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February 7, 2006
Mayor Miller and the Marcus Garvey Centre launch Black History Month in Toronto
Mayor David Miller, last night, proclaimed February as Black History Month in Toronto by stating that, “Black History Month is a wonderful opportunity for Torontonians to recognize the significant contributions that African-Canadians have made to our city. Public knowledge of these contributions in the fields of education, medicine, art, culture, public service, economic development, politics and human rights are often overlooked in our history books, yet they have played a vital role in the creation of our common heritage. These gifts have made Toronto a city admired around world and we must continue to build the legacy of hope which they inspire.”

At the official ceremony at City Hall, Alicia Clarke of the Marcus Garvey Centre For Leadership presented Mayor Miller with a plaque in recognition of the City of Toronto’s support of the centre and its programs. The Garvey Centre provides resources, services, and opportunities to commercial enterprises, entrepreneurs and individuals within the African-Canadian community. The centre also thanked Parks, Forestry and Recreation for their efforts to strengthen the centre’s operation.

General Manager of Parks, Forestry and Recreation, Brenda Librecz noted that, “Toronto Parks, Forestry and Recreation has made a strong commitment to working with diverse communities. We are particularly proud of the work of our Access and Diversity unit and of our youth outreach workers - a new initiative where 31 outreach workers connect with this City’s diverse neighbourhoods on a daily basis. It is through the forging of these partnerships that together we can continue to build the city we all wish for today.”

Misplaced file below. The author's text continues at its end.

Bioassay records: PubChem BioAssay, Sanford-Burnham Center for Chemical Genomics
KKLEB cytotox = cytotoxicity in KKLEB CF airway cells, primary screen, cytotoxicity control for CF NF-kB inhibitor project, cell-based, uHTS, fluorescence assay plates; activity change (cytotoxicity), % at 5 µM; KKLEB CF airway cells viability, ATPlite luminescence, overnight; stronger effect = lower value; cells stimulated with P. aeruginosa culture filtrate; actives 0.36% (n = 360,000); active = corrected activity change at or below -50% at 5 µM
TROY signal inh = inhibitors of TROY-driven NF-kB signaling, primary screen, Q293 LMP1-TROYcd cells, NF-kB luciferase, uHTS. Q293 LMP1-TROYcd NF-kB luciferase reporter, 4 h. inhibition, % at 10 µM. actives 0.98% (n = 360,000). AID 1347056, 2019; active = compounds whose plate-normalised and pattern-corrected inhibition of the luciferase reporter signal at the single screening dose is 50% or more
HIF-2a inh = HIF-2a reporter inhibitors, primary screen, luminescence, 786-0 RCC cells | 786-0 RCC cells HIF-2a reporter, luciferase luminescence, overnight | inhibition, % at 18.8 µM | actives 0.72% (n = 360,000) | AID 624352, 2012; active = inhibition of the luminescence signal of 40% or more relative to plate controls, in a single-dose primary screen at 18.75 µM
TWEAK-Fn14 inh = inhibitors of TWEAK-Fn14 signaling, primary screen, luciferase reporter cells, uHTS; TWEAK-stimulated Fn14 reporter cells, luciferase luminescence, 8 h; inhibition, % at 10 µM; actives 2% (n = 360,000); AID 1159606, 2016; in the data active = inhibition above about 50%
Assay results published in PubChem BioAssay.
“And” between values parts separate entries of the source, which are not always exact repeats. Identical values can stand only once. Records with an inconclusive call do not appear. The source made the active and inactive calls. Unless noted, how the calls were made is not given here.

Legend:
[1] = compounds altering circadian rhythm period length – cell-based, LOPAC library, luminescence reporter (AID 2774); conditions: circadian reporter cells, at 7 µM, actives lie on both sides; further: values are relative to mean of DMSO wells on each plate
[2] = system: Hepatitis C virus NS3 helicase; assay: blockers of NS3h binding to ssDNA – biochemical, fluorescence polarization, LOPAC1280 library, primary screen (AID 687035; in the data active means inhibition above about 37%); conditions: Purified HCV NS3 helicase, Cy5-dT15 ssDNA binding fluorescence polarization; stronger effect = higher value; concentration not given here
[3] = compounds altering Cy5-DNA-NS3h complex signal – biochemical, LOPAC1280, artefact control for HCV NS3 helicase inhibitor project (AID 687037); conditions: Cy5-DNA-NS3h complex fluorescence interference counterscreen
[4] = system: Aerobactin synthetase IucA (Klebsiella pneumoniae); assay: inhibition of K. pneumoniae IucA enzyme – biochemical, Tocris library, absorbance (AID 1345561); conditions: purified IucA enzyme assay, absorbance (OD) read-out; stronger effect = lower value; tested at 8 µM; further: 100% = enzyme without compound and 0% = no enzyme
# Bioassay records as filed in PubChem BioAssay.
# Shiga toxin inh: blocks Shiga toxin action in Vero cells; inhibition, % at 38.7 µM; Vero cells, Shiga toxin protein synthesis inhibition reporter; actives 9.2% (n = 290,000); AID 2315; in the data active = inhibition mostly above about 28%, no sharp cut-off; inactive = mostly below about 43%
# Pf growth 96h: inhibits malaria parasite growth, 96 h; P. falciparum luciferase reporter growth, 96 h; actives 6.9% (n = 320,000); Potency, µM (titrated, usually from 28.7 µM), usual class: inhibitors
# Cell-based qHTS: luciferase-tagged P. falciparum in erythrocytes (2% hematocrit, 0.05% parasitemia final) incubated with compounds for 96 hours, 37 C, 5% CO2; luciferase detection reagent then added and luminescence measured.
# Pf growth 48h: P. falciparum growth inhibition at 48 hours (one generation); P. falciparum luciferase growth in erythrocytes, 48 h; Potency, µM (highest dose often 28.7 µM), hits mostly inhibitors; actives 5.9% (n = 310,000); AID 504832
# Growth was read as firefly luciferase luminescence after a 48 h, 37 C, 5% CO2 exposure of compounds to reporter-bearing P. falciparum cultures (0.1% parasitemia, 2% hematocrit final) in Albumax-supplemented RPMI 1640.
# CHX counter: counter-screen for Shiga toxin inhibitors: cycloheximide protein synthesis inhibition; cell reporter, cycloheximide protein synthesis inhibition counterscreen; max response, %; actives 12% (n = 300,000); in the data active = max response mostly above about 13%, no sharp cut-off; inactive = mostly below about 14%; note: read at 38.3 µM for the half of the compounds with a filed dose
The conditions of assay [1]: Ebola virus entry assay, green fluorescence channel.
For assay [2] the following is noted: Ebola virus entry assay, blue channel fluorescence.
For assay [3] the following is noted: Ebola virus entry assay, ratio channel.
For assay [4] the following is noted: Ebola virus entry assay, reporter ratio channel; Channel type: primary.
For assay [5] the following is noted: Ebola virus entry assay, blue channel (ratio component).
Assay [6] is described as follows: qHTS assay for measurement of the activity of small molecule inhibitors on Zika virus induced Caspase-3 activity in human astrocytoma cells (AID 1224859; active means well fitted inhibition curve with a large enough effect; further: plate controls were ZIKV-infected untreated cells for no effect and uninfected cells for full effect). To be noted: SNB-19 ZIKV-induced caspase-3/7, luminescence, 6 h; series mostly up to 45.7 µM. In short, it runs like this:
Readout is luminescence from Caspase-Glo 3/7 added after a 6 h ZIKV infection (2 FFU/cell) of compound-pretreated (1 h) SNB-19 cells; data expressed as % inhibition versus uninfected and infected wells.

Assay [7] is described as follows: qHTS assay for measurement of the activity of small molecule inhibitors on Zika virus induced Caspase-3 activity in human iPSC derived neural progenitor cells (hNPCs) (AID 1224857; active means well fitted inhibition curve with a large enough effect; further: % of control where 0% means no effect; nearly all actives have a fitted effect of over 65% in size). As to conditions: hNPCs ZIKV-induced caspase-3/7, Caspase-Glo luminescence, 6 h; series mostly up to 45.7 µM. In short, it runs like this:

Mayor Miller and Ms. Librecz presented the Garvey Centre with the seventh poster in the series, “Contributions of African Canadians,” developed by Toronto Parks, Forestry and Recreation. This year’s poster features African Canadians who have made significant contributions to the performance and development of jazz. Many of the musicians featured on the poster were in attendance. This year’s theme was chosen to coincide with the City of Toronto’s Live With Culture campaign, a 16-month celebration of arts and culture in Toronto.

Black History Month began in Toronto during the 1950s when the Toronto-based Canadian Negro Women's Association petitioned Toronto City Council for its celebration. In 1979, Black History was officially proclaimed by the City of Toronto through the efforts of community organizations such as the Ontario Black History Society.

In 2006, the City recognizes Black History Month with programming at various locations throughout Toronto. More information about Black History Month, this year’s poster and a schedule of events are available at

Media contact:

Parks, Forestry and Recreation Media Hotline



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